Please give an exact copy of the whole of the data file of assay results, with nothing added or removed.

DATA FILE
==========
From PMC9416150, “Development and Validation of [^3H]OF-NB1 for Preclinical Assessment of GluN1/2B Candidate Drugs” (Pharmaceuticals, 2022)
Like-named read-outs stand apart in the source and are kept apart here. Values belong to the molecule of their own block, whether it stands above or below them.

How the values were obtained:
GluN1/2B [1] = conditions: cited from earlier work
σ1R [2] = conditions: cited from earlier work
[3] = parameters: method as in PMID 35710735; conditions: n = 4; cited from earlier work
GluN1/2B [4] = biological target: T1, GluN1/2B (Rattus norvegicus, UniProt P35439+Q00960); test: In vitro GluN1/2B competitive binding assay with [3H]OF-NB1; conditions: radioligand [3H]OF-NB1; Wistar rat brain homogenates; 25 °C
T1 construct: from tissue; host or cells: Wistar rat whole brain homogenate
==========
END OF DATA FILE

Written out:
From PMC9416150, “Development and Validation of [^3H]OF-NB1 for Preclinical Assessment of GluN1/2B Candidate Drugs” (Pharmaceuticals, 2022)
Like-named read-outs stand apart in the source and are kept apart here. Values belong to the molecule of their own block, whether it stands above or below them.

How the values were obtained:
GluN1/2B [1] = conditions: cited from earlier work
σ1R [2] = conditions: cited from earlier work
[3] = parameters: method as in PMID 35710735; conditions: n = 4; cited from earlier work
GluN1/2B [4] = biological target: T1, GluN1/2B (Rattus norvegicus, UniProt P35439+Q00960); test: In vitro GluN1/2B competitive binding assay with [3H]OF-NB1; conditions: radioligand [3H]OF-NB1; Wistar rat brain homogenates; 25 °C
T1 construct: from tissue; host or cells: Wistar rat whole brain homogenate